As a first-year master’s student and associate instructor in the School of Music at Indiana University (IU), Chelsea Brinda was forced to sell her blood plasma to survive. Her stipend of just $9,000 was far below Bloomington’s living wage. Eventually, she stopped selling her biofluids, got her first credit card and took out student loans. Brinda, now a Ph.D. student at IU earning just $16,500 a year for teaching one or two courses a semester, told Truthout that she struggles to balance her own hefty workload as a student with her personal life, the courses she teaches and her part-time job as a COVID tester on campus. “I feel like I’m shortchanging my students. I’m not giving them the best that I could,” Brinda said.
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An electronic vote of all Bloomington faculty has expressed overwhelming support for efforts of the Indiana University graduate student employees to seek union recognition. Between April 13 and the end of the spring semester, graduate student employees at Indiana University Bloomington, organizing with the United Electrical Workers, struck for campus recognition. The strike was temporarily suspended on May 10th for the summer, with plans for broader and deeper participation should the strike resume in the fall. Faculty on the Bloomington campus were galvanized to support graduate employees by the anti-union response by the campus administration which refused any dialogue with representatives of the union, the Indiana Graduate Workers Coalition-United Electrical Workers (IGWC-UE).
A Palestinian student protested US support for Israel during her graduation ceremony, holding a picture of slain reporter Shireen Abu Akleh and refusing to shake hands with Secretary of State Anthony Blinken. Nooran A., graduating from the Center for Contemporary Arab Studies at Georgetown University, Washington D.C., raised a Palestinian flag as she walked on stage to receive her certificate, refusing to shake hands with Blinken and telling the US' chief diplomat that the government should cut all support to Israel. Nooran wrote on her Twitter page that Blinken approached her after the commencement and told her "I hear you", as she called for an independent investigation into the killing of Al Jazeera journalist Abu Akleh and said accountability for Israel was essential.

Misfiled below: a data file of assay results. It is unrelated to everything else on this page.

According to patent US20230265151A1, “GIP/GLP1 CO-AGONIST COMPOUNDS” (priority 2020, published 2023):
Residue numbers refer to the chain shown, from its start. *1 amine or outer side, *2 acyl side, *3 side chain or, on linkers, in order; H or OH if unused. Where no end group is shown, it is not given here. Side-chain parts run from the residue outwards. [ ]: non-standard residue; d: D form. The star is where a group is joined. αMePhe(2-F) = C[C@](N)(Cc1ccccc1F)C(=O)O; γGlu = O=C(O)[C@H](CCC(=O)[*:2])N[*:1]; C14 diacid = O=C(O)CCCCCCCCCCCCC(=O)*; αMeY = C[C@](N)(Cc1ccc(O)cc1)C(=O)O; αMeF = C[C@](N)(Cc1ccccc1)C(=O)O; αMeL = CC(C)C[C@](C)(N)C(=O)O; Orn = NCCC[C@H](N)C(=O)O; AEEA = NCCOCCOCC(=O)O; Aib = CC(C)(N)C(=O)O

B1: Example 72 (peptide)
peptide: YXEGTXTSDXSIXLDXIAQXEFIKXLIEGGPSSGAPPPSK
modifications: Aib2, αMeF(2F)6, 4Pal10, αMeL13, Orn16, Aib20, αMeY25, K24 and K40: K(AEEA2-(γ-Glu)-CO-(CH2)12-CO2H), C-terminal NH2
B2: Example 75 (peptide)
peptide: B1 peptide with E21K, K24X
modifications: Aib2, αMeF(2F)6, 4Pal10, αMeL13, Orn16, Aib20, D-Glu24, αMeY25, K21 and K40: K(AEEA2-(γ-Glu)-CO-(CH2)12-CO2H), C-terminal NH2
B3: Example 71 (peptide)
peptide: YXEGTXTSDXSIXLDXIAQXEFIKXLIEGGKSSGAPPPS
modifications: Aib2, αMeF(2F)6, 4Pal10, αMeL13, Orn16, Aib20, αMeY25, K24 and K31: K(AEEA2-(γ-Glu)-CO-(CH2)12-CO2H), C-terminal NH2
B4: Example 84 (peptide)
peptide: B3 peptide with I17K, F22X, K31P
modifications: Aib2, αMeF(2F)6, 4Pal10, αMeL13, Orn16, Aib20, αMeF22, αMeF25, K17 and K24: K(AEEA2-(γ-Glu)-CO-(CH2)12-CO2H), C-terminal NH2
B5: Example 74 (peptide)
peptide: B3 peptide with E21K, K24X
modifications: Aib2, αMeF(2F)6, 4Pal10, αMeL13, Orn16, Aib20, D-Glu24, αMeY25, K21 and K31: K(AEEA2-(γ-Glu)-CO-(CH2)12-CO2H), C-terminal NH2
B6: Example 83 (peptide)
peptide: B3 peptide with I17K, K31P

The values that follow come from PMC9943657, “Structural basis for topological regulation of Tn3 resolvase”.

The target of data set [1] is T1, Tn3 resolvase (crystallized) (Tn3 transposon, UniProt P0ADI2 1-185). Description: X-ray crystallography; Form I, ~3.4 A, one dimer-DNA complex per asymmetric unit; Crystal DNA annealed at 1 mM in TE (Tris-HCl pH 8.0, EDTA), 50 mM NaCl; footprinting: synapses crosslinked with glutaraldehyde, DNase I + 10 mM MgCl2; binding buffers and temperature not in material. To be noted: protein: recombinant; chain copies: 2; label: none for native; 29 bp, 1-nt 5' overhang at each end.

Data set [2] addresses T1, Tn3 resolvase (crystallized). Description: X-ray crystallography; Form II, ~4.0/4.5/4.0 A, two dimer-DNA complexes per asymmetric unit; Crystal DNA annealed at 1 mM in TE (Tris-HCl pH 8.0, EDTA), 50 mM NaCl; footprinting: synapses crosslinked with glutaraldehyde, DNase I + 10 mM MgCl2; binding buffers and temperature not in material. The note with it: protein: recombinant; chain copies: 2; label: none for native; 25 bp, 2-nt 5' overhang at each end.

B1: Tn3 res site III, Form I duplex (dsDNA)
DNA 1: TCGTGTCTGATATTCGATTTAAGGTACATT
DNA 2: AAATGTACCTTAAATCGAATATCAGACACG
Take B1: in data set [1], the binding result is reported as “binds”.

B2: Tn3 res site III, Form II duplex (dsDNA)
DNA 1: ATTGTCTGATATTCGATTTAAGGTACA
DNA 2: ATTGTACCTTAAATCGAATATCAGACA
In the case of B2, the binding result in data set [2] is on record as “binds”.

Johns Hopkins University students gathered on Thursday, May 12, to commemorate the 74th anniversary of the Nakba—or “catastrophe”—when, in 1948, what was once Palestine was no longer recognized and was recognized as Israel. Many were killed during what the official account of the Palestinian Boycott, Divestment, Sanctions (BDS) movement called “Israel’s campaign of ethnic cleansing.” At least 750,000 Palestinians were displaced. Those advocating for the fundamental human rights of Palestinians argue that the Nakba continues to this day. “The Nakba is ongoing. Families just this week in the village of Massafer Yatta were expelled from their homes,” Students For Justice in Palestine (SJP) at Johns Hopkins, who held Thursday’s event, explained on Instagram.
On September 1, 2021, Hurricane Ida hit Southeast Louisiana, temporarily displacing thousands of New Orleans residents, including myself and most of my family. Residents who had the means evacuated early, leaving others to fight for limited resources while simultaneously seeking refuge in neighboring cities. On top of their pre-existing bills, evacuees were forced to front the costs of hotels, food, gas and repairs or even replacement of their own homes. Natural disasters produce an overwhelming amount of stress and anxiety — you simply don’t know if you will have a house to live in until you are able to return home. I don’t know how my family would have made ends meet if I was forced to cover my monthly student loan payments while struggling to meet these other, unanticipated expenses.